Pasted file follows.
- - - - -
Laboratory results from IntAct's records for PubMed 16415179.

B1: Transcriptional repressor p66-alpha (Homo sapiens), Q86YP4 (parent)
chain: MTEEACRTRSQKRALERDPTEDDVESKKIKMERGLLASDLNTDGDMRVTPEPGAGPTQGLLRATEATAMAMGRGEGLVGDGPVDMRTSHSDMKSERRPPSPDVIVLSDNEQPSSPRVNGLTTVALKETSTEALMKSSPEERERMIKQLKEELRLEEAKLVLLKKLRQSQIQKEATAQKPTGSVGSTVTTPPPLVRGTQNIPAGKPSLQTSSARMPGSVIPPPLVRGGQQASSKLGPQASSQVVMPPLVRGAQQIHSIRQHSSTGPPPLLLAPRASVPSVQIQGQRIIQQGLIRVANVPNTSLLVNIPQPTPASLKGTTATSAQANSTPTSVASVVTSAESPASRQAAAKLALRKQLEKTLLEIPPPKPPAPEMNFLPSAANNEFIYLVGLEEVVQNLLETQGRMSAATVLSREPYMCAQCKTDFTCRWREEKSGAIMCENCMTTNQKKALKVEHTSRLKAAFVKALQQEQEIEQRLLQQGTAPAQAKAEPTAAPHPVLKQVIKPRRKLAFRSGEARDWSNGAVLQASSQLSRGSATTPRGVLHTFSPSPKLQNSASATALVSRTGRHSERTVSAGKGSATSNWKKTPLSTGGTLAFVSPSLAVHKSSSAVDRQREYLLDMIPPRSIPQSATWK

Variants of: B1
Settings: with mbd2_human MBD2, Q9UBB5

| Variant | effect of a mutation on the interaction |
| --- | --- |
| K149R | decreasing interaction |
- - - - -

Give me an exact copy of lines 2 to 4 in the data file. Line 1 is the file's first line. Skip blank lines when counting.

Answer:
B1: Transcriptional repressor p66-alpha (Homo sapiens), Q86YP4 (parent)
chain: MTEEACRTRSQKRALERDPTEDDVESKKIKMERGLLASDLNTDGDMRVTPEPGAGPTQGLLRATEATAMAMGRGEGLVGDGPVDMRTSHSDMKSERRPPSPDVIVLSDNEQPSSPRVNGLTTVALKETSTEALMKSSPEERERMIKQLKEELRLEEAKLVLLKKLRQSQIQKEATAQKPTGSVGSTVTTPPPLVRGTQNIPAGKPSLQTSSARMPGSVIPPPLVRGGQQASSKLGPQASSQVVMPPLVRGAQQIHSIRQHSSTGPPPLLLAPRASVPSVQIQGQRIIQQGLIRVANVPNTSLLVNIPQPTPASLKGTTATSAQANSTPTSVASVVTSAESPASRQAAAKLALRKQLEKTLLEIPPPKPPAPEMNFLPSAANNEFIYLVGLEEVVQNLLETQGRMSAATVLSREPYMCAQCKTDFTCRWREEKSGAIMCENCMTTNQKKALKVEHTSRLKAAFVKALQQEQEIEQRLLQQGTAPAQAKAEPTAAPHPVLKQVIKPRRKLAFRSGEARDWSNGAVLQASSQLSRGSATTPRGVLHTFSPSPKLQNSASATALVSRTGRHSERTVSAGKGSATSNWKKTPLSTGGTLAFVSPSLAVHKSSSAVDRQREYLLDMIPPRSIPQSATWK

Variants of: B1